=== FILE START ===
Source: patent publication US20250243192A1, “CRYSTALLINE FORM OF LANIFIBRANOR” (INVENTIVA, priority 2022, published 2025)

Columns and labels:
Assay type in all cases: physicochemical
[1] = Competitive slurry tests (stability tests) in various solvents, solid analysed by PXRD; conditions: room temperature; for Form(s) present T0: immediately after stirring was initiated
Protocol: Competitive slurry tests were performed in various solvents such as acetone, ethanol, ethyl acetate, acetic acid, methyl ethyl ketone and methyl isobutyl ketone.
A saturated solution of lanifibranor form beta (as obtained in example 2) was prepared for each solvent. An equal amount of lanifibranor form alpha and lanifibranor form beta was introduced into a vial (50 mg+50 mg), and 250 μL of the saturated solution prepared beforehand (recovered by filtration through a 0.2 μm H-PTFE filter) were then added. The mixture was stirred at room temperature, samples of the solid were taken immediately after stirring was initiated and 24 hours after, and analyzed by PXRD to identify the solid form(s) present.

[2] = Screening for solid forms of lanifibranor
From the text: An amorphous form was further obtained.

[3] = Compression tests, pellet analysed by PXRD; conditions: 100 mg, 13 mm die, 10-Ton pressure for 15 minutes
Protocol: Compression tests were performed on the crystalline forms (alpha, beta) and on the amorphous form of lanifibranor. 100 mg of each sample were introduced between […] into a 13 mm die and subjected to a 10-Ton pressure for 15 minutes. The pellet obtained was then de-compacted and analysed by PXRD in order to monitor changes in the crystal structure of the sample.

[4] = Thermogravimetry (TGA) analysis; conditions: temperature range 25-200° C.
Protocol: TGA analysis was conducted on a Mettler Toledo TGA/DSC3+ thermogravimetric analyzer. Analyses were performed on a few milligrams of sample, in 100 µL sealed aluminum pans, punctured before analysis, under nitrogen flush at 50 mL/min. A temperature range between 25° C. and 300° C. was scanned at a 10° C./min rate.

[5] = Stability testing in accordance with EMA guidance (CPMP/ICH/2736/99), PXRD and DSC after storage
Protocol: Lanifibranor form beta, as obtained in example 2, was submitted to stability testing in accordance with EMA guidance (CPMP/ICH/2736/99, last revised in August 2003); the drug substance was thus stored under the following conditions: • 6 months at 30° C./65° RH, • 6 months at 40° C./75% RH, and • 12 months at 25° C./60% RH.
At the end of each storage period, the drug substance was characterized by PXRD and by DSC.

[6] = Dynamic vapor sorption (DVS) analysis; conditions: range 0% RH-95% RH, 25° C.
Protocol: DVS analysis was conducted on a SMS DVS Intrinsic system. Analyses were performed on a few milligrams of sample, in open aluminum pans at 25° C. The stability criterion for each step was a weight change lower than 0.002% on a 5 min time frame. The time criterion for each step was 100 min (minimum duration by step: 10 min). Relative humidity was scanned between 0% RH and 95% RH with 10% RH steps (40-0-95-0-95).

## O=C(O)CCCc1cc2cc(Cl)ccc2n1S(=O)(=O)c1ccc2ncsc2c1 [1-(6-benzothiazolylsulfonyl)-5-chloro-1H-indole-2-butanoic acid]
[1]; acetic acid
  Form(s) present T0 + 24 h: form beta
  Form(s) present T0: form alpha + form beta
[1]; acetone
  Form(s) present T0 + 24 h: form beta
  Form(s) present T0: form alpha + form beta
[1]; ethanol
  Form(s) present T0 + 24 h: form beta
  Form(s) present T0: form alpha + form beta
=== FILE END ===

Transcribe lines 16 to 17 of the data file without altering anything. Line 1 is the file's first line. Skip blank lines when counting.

[6] = Dynamic vapor sorption (DVS) analysis; conditions: range 0% RH-95% RH, 25° C.
Protocol: DVS analysis was conducted on a SMS DVS Intrinsic system. Analyses were performed on a few milligrams of sample, in open aluminum pans at 25° C. The stability criterion for each step was a weight change lower than 0.002% on a 5 min time frame. The time criterion for each step was 100 min (minimum duration by step: 10 min). Relative humidity was scanned between 0% RH and 95% RH with 10% RH steps (40-0-95-0-95).